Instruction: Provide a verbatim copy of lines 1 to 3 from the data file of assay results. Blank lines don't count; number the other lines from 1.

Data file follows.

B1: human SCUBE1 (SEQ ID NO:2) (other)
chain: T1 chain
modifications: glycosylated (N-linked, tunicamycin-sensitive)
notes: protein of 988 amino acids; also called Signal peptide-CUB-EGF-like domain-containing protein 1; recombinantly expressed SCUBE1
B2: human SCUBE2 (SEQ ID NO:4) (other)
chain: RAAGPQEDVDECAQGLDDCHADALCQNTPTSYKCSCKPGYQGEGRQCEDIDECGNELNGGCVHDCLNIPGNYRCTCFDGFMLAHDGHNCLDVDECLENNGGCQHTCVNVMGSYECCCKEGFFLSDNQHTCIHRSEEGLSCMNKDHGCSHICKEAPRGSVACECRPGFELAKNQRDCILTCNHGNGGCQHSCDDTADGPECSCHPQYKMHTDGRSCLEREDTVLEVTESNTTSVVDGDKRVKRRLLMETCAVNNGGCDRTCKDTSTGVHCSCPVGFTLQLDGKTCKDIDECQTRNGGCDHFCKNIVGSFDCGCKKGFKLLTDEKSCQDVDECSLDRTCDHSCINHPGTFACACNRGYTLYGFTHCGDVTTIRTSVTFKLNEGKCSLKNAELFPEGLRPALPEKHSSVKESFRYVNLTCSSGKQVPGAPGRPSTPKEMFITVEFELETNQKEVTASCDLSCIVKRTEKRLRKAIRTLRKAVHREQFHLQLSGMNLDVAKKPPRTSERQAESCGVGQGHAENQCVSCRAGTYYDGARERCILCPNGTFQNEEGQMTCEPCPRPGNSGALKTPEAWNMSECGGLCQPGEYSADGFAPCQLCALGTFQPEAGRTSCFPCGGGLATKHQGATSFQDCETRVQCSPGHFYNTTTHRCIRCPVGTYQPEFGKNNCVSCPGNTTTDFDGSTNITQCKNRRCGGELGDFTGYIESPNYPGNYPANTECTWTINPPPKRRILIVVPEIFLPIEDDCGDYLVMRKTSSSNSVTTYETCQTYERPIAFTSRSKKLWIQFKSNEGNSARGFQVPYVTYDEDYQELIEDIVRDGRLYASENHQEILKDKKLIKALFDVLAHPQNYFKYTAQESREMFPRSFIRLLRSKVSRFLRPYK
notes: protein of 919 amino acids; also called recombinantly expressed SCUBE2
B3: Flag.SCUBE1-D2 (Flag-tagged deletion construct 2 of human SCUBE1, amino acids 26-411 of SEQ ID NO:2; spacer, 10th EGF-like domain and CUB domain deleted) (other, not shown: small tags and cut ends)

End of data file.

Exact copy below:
B1: human SCUBE1 (SEQ ID NO:2) (other)
chain: T1 chain
modifications: glycosylated (N-linked, tunicamycin-sensitive)